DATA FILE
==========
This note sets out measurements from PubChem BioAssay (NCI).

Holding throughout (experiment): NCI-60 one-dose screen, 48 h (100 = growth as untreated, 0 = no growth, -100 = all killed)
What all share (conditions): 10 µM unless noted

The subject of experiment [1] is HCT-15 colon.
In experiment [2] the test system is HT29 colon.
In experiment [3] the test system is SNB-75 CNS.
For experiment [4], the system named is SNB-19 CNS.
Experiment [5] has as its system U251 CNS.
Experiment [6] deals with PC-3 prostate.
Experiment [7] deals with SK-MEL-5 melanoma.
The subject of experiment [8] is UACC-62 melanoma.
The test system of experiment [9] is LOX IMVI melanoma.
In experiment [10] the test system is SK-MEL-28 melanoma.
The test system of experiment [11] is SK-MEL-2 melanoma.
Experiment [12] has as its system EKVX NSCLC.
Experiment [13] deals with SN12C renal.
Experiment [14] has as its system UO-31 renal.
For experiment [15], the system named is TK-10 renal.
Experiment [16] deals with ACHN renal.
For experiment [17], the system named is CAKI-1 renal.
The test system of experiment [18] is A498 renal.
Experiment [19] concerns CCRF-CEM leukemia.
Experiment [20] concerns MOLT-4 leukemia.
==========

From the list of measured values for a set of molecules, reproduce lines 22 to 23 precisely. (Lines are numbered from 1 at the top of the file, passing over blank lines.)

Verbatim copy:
Experiment [19] concerns CCRF-CEM leukemia.
Experiment [20] concerns MOLT-4 leukemia.